The past several months have been dominated by an economic debate in Washington with old, familiar arguments. Republicans generally want to cut spending and Democrats generally want to raise revenues. But there’s a third way to right the ship, reduce our deficit, and balance the budget, and that’s economic growth. And there’s one budget-neutral way to grow our economy: immigration reform.
Finally, this past week, Washington has shifted its focus to this long-elusive goal. A bipartisan group of senators announced a plan last Tuesday, primarily focused on border and workplace enforcement and a pathway to legalization. On the same day, another group of senators introduced a bill to double the number of high-skilled H-1B visas and let foreign students at U.S. universities apply for green cards while still on their student visas. The announcements came on the eve of President Obama’s speech in Nevada last Wednesday, where he announced similar initiatives, as well as new measures to retain foreign-born entrepreneurs and investors.
Enforcement was a key element of the plans, which included increased border security with aerial drones, an enhanced system to ensure foreigners don’t overstay their visas, and a call for a nationwide program for employers to verify legal status. The truth is that enforcement is important, both as part of a complete package and to attract the support of conservatives, but it’s not the marquee issue. America needs to secure its borders and ensure individuals are following the laws, but rather than debating how big the fence should be, we should be focused on how big of an economic bump the country will reap from finally fixing our broken immigration system.
The potential contribution has been made clear in a number of studies. First, when it comes to the 11 million immigrants here illegally, a pathway to citizenship is a pathway to prosperity for the American economy. The Center for American Progress argues that legalizing all 11 million illegal immigrants would add $1.5 trillion to U.S. GDP over a decade. The same organization estimates that passing the DREAM Act would add $329 billion to the U.S. economy over the next two decades. Providing a mechanism to earn citizenship will help drive the U.S. economy, leading to a younger labor pool that is complimentary to America’s workforce.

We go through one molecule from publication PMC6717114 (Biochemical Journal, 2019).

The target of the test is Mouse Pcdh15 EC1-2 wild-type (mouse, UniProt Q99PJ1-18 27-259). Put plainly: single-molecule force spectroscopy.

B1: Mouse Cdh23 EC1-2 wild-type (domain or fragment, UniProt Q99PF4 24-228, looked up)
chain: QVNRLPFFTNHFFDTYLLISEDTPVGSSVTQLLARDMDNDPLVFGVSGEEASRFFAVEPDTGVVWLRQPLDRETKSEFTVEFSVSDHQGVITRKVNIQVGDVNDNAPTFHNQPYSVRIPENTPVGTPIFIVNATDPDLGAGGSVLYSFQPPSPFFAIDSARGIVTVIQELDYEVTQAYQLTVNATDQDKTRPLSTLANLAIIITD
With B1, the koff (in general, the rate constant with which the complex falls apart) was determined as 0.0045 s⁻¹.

When it comes to job creation, immigrant inventors and entrepreneurs are key to increased innovation and employment opportunities. The National Foundation for American Policy estimates that five additional jobs are created for every H-1B visa because high-skilled immigrants often work in areas that drive research and development and exports. Their research creates new products, and ultimately, new market opportunities. As an example, Duke University’s Vivek Wadhwa found that immigrants were behind 72% of Qualcomm’s patents, 64% of General Electric’s, and 41% of the U.S. Government’s.
And the propensity of immigrants to create something new is not a new phenomenon. Since America’s founding, immigrants have started businesses ranging from the small corner store to major cornerstones of industry. In one recent study, The Partnership for A New American Economy found that immigrants or their children launched more than 40% of the companies listed on the Fortune 500. These include highly recognizable companies like Apple, Google, GE and McDonalds, and collectively, Fortune 500 companies founded by these new Americans employ more than 10 million people worldwide and have more than $1.7 trillion in revenues.
At a time when America is still facing economic calamities and international competition, the country can’t afford to continue to kick the can down the road when it comes to fixing our immigration system. Thousands of highly-skilled, highly-motivated immigrants are waiting to come to the United States and contribute to our economy. But we’re not the only player in town anymore. Other countries have already tied economic considerations to their immigration policies, and they’re working to attract the best and the brightest. The question now is whether Washington is capable of taking the bold steps needed to retain America’s position as a primary destination for talent, or will political gridlock continue to thwart economic growth. Let’s hope that last week’s rush to action is a sign of swift progress to come.
This post originally appeared on the Future Forum.